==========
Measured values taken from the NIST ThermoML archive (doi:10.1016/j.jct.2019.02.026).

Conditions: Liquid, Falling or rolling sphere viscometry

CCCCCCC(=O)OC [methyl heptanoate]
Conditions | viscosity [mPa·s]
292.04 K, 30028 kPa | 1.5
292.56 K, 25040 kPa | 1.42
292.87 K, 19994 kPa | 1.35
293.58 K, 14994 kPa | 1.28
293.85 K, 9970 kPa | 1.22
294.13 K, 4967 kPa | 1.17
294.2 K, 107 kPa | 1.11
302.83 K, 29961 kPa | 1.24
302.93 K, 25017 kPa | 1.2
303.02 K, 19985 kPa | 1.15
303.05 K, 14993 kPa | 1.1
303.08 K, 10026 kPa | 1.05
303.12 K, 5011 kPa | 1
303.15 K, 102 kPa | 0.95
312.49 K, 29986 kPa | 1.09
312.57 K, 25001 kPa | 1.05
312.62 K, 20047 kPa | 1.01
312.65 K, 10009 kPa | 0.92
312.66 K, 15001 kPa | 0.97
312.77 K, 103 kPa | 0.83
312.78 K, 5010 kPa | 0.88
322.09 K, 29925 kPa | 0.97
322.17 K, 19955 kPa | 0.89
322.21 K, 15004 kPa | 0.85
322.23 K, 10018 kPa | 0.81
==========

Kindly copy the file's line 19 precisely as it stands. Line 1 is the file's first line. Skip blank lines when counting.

312.49 K, 29986 kPa | 1.09